I've been trying to read/re-read a number of the early Heinlein books. This "golden age" short novel was first published in two parts in Astounding in 1941, and for that time it feels very groundbreaking. Keeping in mind when it was written, I thoroughly enjoyed this depiction of a feudal society on a generation ship that have forgotten their mission. There are criticisms of the role of women in books such as this, but for the devolved society that Heinlein has here it shouldn't surprise. The peasant farmer is also scarcely able to speak. Still, the gratuitous roughness at the end was completely unnecessary and offensive.

This is one of those stories where our protagonist, a young man apprenticed to become a scientist, comes to realize that just about everything he has been told about history and his life simply isn't true. His discoveries are revolutionary for the starship society who have forgotten who they were and their purpose. There are parallels to our own civilization's history. 3 - 3 1/2 stars ( )
  RBeffa | Oct 27, 2013 |
I was due for a sci-fi classic and this slim little novel sure did the trick.

Set far into the future, Hugh Hoyland starts exploring "the ship" a 5 mile long (2,000 feet across) steel expanse that is the only known world to its inhabitants. The people on board the ship have no concept of anything outside the ship, the idea that anything could exist beyond its steel walls is inconcevable. The lower decks are inhabited by the citizens and the largely unexplored upper decks are inhabited by the "muties," deformed creatures that attack anyone who ventures up.

One day while exploring, Hugh ventures too far up and is captured by a dwarf (Bobo) and a 2 headed man (Joe-Jim). His captors are intrigued by him and decide to "educate him" and take him on as his slave. Hugh doesn't mind and soon discovers a forgotten room on the upper decks. With the help of Joe-Jim, Hugh begins to understand that the universe is bigger than the ship and for the first time he sees the stars. The question is, what is he going to do about it, can he make the ship move again?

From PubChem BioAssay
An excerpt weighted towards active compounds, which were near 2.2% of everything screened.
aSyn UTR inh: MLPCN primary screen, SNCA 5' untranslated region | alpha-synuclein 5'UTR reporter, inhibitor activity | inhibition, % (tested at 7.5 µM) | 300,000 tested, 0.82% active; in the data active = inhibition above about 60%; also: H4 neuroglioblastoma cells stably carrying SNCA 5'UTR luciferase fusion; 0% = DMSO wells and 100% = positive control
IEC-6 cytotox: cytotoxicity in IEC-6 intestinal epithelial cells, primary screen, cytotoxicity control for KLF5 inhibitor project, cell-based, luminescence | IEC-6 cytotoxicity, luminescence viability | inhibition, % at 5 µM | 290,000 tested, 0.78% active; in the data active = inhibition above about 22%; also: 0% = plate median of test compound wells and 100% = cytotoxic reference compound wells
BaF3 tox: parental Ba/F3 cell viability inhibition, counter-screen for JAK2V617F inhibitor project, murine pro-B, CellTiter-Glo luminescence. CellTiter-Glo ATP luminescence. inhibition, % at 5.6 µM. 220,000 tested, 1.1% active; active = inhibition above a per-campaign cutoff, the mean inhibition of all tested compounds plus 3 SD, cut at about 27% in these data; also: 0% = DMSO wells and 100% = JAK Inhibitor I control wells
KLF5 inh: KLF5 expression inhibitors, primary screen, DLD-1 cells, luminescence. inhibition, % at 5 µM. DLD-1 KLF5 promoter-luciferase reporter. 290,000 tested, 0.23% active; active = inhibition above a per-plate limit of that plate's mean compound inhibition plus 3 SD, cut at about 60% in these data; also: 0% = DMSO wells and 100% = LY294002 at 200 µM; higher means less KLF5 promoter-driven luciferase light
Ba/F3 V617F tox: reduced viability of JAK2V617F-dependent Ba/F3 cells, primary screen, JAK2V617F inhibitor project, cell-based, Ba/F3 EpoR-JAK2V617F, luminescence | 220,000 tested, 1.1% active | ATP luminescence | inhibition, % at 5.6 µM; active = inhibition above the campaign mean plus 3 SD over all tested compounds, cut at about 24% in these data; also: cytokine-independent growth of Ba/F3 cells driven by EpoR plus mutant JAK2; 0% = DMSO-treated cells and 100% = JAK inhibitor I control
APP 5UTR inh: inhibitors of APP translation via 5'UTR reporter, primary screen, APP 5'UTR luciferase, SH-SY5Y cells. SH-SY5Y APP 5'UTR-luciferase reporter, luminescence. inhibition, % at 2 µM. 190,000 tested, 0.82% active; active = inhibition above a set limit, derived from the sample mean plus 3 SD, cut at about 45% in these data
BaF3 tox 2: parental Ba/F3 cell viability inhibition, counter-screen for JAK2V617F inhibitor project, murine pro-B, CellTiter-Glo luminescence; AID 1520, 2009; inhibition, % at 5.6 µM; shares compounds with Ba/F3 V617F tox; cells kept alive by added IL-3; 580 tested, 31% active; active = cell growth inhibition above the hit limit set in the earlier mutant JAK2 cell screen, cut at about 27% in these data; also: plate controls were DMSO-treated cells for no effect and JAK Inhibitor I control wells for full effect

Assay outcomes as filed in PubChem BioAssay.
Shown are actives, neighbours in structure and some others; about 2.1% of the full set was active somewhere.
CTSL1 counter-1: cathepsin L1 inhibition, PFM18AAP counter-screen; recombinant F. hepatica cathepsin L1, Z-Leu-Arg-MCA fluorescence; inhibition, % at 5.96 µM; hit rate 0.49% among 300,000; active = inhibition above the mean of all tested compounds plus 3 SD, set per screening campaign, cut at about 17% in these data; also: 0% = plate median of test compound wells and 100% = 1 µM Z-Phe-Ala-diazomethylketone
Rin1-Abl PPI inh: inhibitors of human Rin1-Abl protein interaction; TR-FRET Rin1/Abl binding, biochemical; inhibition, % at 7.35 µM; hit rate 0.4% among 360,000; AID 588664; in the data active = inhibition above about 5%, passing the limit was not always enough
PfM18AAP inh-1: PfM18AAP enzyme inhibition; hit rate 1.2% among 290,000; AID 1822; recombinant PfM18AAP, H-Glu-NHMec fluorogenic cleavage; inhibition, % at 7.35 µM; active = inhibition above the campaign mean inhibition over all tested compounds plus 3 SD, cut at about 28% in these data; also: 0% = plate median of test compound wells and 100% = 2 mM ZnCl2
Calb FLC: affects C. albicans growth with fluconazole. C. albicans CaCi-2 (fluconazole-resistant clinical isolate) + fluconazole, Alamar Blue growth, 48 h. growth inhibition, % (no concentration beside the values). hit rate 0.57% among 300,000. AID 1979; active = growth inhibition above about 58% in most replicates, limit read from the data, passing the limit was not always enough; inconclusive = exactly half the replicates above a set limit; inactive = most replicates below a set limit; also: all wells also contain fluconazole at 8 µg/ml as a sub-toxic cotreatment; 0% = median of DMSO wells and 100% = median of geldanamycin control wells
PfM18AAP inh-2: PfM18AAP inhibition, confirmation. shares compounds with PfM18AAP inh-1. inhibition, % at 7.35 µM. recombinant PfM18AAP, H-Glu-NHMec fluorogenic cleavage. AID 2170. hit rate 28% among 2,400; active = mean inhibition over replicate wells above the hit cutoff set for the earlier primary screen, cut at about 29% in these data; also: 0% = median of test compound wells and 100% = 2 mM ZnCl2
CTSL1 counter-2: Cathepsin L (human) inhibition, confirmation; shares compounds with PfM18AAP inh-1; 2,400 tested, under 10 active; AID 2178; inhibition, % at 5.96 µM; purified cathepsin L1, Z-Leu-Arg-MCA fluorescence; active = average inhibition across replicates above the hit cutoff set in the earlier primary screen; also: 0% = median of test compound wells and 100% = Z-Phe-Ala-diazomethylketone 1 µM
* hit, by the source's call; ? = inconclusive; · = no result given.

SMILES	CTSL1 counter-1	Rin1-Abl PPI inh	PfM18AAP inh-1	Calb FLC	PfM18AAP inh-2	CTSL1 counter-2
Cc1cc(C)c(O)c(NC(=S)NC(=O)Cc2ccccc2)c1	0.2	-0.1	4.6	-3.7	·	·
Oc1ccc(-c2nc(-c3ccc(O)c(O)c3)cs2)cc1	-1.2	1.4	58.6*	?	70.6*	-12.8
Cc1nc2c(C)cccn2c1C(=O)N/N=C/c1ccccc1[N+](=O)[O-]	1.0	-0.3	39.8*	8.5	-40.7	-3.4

I thought that this book was quite original and the concept was very intriguing. Hugh's world is literally turned around when he realizes that everything he was taught and believed is false. It's a fast read and has an interesting conclusion. Disclaimer, it's quite sexist (the women are subjected as slave wives, and cannot speak up. they are often beaten and not one of the main characters is female) but if you read past it (hey, it was the sixties) you'll be sure to enjoy it. ( )
1 vote ecataldi | May 21, 2013 |
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» Add other authors (13 possible)

Author nameRoleType of authorWork?Status
Heinlein, Robert A.primary authorall editionsconfirmed
Griffiths, JohnCover artistsecondary authorsome editionsconfirmed
Jones, PeterCover artistsecondary authorsome editionsconfirmed
Sannes, SanneCover artistsecondary authorsome editionsconfirmed
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"The Proxima Centauri Expedition, sponsored by the Jordan Foundation in 2119, was the first recorded attempt to reach the nearer stars fo this galaxy. Whatever its unhappy fate we can only conjecture...' - Quoted from The Romance of Modern Astrography, by Franklin Buck, published by Lux Transcriptions, Ltd., 3.50 cr.
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"There's a mutie! Look out!"
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(Click to show. Warning: May contain spoilers.)
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Note that the Italian translation is titled 'Universo' (isfdb), so these entries should not be separated out and combined with the novella 'Universe'.
This novel was first published in Astounding Science Fiction in May and October of 1941 as two separate novelettes: "Universe" and its sequel "Common Sense". "Universe" was reprinted by itself in book form in 1951. The two were combined to form this work in 1963.
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Amazon.com Product Description (ISBN 0671318454, Mass Market Paperback)

Ancient myths told of a place called Earth, but the modern world knew it was nonsense. Science knew the Ship was all the Universe, and as long as the sacred Converter was fed, lights would glow and air would flow through the miles of metal corridors. Hugh never questioned these truths until a despised mutie showed him the Control Room and he learned the true nature of the Ship and its mission.

(retrieved from Amazon Thu, 12 Mar 2015 18:08:19 -0400)

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Classic science fiction. Winner of Hugo award 4 times.

(summary from another edition)